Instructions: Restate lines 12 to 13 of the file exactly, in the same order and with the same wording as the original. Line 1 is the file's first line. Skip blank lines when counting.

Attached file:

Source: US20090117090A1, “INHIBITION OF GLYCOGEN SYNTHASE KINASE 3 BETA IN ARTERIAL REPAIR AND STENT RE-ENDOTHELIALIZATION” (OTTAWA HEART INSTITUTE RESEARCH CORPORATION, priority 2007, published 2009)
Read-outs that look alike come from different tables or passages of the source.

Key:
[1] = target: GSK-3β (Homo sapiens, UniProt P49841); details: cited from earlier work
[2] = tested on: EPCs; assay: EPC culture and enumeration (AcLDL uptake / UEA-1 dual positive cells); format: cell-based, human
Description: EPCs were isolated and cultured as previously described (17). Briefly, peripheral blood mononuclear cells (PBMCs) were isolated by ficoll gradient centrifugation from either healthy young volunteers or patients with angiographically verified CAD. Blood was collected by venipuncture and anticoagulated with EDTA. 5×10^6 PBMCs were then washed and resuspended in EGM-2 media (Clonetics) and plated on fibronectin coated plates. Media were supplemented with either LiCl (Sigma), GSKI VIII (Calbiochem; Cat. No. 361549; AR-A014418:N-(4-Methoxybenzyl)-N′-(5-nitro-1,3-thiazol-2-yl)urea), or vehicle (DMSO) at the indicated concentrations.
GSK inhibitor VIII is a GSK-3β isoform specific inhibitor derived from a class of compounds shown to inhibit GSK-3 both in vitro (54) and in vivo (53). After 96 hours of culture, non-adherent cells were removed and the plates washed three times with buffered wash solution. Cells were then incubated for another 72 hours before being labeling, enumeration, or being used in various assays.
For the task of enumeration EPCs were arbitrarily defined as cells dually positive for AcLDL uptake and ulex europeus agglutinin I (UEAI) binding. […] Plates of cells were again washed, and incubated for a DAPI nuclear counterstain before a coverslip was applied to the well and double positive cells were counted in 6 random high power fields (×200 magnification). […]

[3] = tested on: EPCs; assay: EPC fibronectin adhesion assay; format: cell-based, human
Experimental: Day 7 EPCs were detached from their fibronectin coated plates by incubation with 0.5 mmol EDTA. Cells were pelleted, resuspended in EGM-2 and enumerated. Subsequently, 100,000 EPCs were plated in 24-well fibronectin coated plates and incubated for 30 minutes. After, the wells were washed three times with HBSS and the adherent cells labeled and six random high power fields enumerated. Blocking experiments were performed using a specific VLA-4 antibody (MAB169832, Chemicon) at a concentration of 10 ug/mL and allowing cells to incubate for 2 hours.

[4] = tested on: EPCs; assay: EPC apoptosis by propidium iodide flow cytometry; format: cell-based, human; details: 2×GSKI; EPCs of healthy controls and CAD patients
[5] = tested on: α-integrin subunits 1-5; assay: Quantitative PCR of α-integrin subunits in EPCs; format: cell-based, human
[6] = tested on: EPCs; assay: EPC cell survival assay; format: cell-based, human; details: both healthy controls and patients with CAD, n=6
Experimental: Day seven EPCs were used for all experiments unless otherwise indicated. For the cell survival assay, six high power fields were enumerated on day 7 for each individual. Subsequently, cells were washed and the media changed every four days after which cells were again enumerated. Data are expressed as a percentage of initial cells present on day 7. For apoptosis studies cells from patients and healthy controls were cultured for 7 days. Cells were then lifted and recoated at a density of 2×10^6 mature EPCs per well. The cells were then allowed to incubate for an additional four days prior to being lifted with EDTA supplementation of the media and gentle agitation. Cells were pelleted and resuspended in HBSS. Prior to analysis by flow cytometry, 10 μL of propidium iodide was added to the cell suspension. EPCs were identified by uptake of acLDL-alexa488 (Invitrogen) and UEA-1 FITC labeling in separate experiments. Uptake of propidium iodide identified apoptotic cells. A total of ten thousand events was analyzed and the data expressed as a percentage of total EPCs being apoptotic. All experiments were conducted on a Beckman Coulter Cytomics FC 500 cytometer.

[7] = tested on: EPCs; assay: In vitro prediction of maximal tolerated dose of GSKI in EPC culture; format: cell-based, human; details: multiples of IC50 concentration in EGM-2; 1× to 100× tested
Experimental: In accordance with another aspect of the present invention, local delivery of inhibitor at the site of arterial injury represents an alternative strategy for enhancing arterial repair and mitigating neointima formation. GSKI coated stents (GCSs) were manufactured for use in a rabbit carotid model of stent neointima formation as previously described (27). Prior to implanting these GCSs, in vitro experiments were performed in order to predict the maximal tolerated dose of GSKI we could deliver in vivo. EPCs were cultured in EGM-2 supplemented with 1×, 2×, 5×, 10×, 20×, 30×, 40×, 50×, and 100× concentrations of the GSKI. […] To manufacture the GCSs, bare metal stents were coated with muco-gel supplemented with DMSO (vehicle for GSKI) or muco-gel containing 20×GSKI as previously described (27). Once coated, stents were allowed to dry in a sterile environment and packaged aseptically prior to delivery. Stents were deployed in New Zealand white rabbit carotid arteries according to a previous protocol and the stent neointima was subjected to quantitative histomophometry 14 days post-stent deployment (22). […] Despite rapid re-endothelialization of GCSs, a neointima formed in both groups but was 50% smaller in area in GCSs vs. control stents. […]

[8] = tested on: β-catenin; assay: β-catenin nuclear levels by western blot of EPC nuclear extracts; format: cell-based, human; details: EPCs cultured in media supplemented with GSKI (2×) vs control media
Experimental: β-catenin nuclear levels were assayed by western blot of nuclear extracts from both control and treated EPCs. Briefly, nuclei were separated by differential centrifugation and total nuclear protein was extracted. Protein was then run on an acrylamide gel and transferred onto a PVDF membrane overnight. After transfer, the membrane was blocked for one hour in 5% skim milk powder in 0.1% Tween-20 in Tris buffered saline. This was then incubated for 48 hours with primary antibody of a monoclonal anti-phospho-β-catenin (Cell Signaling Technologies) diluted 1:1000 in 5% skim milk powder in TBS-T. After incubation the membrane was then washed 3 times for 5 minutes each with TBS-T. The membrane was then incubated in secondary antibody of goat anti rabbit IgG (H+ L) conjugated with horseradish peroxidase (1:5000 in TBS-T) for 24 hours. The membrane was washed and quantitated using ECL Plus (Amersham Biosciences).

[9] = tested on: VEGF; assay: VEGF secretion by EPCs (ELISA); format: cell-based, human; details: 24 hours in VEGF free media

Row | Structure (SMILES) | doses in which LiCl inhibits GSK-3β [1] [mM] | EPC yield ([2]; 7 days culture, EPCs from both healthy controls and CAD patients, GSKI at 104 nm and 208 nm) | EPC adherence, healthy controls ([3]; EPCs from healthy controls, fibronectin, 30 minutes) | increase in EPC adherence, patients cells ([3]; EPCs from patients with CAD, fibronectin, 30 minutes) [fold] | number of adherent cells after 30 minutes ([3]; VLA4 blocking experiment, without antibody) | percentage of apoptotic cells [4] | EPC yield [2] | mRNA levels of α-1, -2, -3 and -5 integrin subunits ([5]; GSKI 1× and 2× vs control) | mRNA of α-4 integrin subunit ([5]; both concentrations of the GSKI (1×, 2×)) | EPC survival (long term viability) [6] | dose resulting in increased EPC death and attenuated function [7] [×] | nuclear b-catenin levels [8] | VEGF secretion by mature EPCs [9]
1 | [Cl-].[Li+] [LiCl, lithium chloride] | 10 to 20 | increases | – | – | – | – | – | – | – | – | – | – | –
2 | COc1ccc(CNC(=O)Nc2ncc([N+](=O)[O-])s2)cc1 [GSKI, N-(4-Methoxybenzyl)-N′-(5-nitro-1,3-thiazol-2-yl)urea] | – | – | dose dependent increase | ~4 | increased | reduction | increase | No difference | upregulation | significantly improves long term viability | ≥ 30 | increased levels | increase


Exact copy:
[5] = tested on: α-integrin subunits 1-5; assay: Quantitative PCR of α-integrin subunits in EPCs; format: cell-based, human
[6] = tested on: EPCs; assay: EPC cell survival assay; format: cell-based, human; details: both healthy controls and patients with CAD, n=6